The Dark Hills of Cherai Review

There are so many hidden object games now that it’s difficult for one to surprise or even impress you, but that’s exactly what The Dark Hills of Cherai will do. It hits the expected HOG notes beautifully, but adds in brand new melodies that are wonderfully unusual and unexpected.

The story is somewhat meandering tale about a grandmother sharing a tale with her grandkids about an evil magician, an adventurer, and a lost treasure. One of the children goes off in search of the treasure and swiftly gets himself captured by the magician, leaving it up to the other kids to save him. The story is told through journal entries, images captions during brief interludes, and a golden butterfly that you find along the way. If you’ve ever felt a little guilty for fast-clicking your way through a game’s storyline, you may do so here with a clear conscience. It’s not the plot that’s going to keep you glued to your mouse, it’s the gameplay, which is simply marvelous.

Dark Hills of Cherai combines hidden object sequences with puzzles and mini-games that are both inventive and challenging. The object searches are beautifully drawn and exotic, taking place in locations imbued with Indian culture and flavor. The game doesn’t club you over the head with its locale, instead working it seamlessly into its backgrounds and objects.

Though items do tend to repeat from scene to scene – you’ll find more than a few snakes, mantises and earthen pots – they’re not simple cut and pastes, but rather redrawn for every single hunt. It’s hard to remember you’re supposed to be crossing items off your list when you’re given images this lovely to stare at.

You’re given an unending supply of rechargeable hints, but the meter refills very slowly, so use them sparingly. Some of the objects you find will be added to your inventory for use in other locations or to solve puzzles, such as keys, gem stones, and bits of parchment. Most locations contain at least one item or area that requires an inventory item, or contains a puzzle. You’ll get old favorites like match-two memory games and peg-jumping, but you’ll also see some new games that will provide a very healthy challenge.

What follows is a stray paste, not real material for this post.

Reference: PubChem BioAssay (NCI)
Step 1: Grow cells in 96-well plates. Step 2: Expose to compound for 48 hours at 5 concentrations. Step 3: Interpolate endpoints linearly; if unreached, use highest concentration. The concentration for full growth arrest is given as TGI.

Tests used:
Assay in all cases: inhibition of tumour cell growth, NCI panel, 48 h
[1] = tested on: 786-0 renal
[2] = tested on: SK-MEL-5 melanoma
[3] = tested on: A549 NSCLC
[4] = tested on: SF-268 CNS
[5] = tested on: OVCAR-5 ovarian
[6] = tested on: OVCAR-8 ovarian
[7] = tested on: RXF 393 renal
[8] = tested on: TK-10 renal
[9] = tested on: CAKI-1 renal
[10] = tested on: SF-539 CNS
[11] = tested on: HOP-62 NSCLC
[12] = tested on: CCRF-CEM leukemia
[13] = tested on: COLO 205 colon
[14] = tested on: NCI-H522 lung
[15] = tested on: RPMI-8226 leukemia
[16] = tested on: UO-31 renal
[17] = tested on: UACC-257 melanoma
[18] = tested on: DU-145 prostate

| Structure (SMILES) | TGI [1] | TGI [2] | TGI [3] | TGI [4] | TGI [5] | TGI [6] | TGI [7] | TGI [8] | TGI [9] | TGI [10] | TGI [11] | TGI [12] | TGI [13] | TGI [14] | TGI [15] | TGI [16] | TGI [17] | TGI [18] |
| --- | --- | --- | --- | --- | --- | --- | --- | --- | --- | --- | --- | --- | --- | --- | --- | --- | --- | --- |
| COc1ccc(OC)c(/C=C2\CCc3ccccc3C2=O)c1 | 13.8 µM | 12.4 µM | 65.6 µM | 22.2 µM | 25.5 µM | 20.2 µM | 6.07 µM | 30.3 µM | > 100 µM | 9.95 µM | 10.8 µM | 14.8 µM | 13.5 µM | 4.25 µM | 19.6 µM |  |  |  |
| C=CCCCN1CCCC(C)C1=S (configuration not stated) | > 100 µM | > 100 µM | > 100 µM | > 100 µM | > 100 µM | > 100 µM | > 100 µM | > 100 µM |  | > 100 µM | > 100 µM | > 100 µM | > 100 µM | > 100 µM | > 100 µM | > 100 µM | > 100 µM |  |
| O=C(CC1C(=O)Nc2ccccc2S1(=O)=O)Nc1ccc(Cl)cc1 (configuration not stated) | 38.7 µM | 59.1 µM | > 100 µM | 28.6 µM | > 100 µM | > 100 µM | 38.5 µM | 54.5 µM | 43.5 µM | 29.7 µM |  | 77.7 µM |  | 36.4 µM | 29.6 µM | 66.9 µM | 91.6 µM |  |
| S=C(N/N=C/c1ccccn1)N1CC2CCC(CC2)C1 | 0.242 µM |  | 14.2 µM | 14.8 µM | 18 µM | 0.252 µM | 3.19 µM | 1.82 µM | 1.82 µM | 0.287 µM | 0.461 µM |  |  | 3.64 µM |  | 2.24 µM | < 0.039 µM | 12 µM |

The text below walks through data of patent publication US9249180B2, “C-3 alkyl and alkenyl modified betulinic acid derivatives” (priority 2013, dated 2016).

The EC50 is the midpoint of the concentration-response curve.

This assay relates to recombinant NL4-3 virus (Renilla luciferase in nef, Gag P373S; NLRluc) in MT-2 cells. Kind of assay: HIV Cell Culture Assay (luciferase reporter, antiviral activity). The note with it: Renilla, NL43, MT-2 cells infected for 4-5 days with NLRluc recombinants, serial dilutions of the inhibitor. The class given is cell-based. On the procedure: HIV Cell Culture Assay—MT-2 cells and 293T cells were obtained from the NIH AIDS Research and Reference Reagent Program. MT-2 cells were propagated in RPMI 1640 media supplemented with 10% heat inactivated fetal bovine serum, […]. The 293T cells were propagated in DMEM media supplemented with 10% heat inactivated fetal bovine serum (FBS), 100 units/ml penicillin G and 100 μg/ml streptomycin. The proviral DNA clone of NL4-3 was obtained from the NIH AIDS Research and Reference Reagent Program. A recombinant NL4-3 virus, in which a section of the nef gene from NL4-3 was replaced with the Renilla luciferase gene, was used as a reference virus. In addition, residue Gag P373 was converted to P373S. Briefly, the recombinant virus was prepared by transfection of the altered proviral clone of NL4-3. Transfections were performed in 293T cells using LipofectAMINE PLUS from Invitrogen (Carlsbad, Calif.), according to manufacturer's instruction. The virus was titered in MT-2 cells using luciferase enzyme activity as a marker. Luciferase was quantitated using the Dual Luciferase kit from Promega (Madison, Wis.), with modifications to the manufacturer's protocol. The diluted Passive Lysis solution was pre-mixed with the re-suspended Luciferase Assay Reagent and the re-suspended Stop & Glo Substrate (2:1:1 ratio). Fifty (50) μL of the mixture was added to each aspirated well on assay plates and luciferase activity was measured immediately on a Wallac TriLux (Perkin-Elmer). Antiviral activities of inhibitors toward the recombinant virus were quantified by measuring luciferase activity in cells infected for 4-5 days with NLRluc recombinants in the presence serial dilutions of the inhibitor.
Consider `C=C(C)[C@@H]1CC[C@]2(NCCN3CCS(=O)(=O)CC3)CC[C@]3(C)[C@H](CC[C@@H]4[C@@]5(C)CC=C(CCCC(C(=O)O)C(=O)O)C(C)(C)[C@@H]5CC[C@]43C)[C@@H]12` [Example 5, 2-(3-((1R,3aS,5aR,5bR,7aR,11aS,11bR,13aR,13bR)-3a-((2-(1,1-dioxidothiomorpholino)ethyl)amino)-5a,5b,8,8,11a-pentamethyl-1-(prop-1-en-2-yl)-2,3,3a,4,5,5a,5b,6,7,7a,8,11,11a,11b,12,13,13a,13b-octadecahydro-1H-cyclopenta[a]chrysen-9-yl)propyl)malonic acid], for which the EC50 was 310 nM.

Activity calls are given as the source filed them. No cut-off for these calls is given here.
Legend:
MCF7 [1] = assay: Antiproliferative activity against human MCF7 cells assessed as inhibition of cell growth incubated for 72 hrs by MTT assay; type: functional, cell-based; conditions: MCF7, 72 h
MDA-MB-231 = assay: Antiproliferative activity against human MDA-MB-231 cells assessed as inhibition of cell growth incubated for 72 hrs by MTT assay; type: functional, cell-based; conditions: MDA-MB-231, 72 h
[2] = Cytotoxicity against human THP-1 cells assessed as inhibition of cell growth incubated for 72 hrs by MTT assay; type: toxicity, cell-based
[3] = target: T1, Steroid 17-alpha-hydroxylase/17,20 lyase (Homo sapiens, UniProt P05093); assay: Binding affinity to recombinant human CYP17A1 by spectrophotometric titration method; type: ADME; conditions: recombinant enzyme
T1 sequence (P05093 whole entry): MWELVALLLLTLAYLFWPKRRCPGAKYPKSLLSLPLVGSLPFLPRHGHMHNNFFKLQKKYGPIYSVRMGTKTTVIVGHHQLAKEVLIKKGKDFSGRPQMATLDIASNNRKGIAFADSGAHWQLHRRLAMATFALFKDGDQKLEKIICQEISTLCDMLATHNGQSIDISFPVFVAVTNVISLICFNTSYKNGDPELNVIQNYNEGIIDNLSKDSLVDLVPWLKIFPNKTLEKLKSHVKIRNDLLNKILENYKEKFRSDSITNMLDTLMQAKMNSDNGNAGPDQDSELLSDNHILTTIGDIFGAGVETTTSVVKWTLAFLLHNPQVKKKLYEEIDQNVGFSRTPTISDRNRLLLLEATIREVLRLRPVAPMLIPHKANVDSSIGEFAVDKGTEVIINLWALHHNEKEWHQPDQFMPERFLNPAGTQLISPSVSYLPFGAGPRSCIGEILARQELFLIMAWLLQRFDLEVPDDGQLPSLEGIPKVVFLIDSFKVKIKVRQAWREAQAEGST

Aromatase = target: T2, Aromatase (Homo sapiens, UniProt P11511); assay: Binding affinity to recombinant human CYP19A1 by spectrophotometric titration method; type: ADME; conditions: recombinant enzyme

The directions for the puzzles and mini-games can be a bit confusing – I suspect a language barrier is to blame for that – and you may need to read them a few times before really understanding what it is you’re meant to be doing. If you find yourself stumped, either by difficulty or simple confusion, you can hit the Skip button once enough time has passed.

So far, sounds like a fairly standard, if very nicely done HOG, right? That’s before you realize that you play as more than one character, each one venturing through a different part of the landscape – and that the kids can share items with each other. Rather than forcing you down a linear path, Dark Hills of Cherai lets you move between locations as you like, including the "meeting place," where the children can give each other items from their inventory. If Tara finds herself stuck, it may be because she has to wait for Rahul or Maya to find the item she needs to continue.

Hopping back and forth between the children is never confusing or disjointed -changing characters is as easy as clicking their pictures at the top of the screen. A handy spirit guide gives you a nudge to let you know when an item is intended for one of the other kids, preventing the game from ever becoming an exercise in frustration.

The Dark Hills of Cherai is a perfect balance of the familiar and the new, sure to enchant even those who feel burned out on hidden object games.

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